Ukraine President Volodymyr Zelensky is shrewdly telling Donald Trump to put his action where his mouth is. Trump and the White House have been insisting that the quid pro quo Trump demanded of Zelensky in the phone call that has led to the House impeachment investigation was really all about encouraging the country to fight corruption in order to receive U.S. assistance. That assistance is critical for Zelensky to leverage against his biggest threat, Vladimir Putin.
In an interview with Time and three European publications, Zelensky explained that he needs U.S. support in upcoming peace talks with Putin, though his expectations are low. His concern is that allies and would-be allies will point to Trump’s charges of corruption in Ukraine to deny the country assistance: “When America says, for instance, that Ukraine is a corrupt country, that is the hardest of signals.” While he denied again that he and Trump discussed the withholding of aid contingent on his announcing an investigation of the Bidens or Ukraine’s fictitious interference in the 2016 election (what else can he do, needing the U.S.?), he criticized the freeze on aid. “If you’re our strategic partner, then you can’t go blocking anything for us,” he said. “I think that’s just about fairness. It’s not about a quid pro quo.”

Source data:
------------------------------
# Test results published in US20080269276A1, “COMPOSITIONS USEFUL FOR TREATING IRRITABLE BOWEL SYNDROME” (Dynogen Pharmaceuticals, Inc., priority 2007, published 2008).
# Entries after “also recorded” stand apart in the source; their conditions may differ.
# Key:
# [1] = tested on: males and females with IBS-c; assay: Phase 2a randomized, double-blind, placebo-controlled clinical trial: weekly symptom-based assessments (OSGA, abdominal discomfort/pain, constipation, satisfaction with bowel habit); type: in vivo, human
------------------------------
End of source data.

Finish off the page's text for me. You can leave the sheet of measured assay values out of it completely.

So what’s he doing about it? Fighting corruption, starting with officials linked to Rudy Giuliani’s pressure campaign. He plans to kick more than 500 prosecutors out of government by the end of the year, and one of the first to go is Kostiantyn Kulyk. Kulyk is one of the key officials who worked with Giuliani, and, according to his former associates who spoke with The Washington Post, wrote a seven-page memo of cooked-up dirt that was passed on to Giuliani. Zelensky’s new prosecutor general, Ruslan Ryaboshapka, who he told Trump in July is “100 percent my person,” is also reviewing previous investigations into the owner of Burisma, the natural gas company that employed Hunter Biden.
Zelensky’s anticorruption effort seems to be not just a ploy to get Western aid, one senior Western diplomat told the Post, but also a real desire to answer income inequality and advance his country. “Zelensky told me, ‘It’s morally wrong for people to be dying and for all this wealth to be around,'” the diplomat said. “It’s the first time in all these years I’ve heard an official really talk that way. To be so genuinely appalled.”